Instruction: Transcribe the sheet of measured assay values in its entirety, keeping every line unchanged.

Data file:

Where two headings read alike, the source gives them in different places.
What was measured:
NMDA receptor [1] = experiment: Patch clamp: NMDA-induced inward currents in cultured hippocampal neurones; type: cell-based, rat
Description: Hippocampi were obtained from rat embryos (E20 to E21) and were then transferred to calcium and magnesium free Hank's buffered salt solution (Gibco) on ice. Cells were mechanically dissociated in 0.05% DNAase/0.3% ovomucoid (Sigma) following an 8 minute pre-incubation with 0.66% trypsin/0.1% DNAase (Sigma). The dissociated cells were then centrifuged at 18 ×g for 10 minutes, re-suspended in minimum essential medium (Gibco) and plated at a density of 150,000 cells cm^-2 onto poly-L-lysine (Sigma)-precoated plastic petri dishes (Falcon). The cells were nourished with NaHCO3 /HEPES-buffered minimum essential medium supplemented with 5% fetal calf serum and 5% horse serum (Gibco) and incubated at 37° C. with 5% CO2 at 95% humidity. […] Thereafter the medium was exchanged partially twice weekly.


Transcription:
Where two headings read alike, the source gives them in different places.
What was measured:
NMDA receptor [1] = experiment: Patch clamp: NMDA-induced inward currents in cultured hippocampal neurones; type: cell-based, rat
Description: Hippocampi were obtained from rat embryos (E20 to E21) and were then transferred to calcium and magnesium free Hank's buffered salt solution (Gibco) on ice. Cells were mechanically dissociated in 0.05% DNAase/0.3% ovomucoid (Sigma) following an 8 minute pre-incubation with 0.66% trypsin/0.1% DNAase (Sigma). The dissociated cells were then centrifuged at 18 ×g for 10 minutes, re-suspended in minimum essential medium (Gibco) and plated at a density of 150,000 cells cm^-2 onto poly-L-lysine (Sigma)-precoated plastic petri dishes (Falcon). The cells were nourished with NaHCO3 /HEPES-buffered minimum essential medium supplemented with 5% fetal calf serum and 5% horse serum (Gibco) and incubated at 37° C. with 5% CO2 at 95% humidity. […] Thereafter the medium was exchanged partially twice weekly.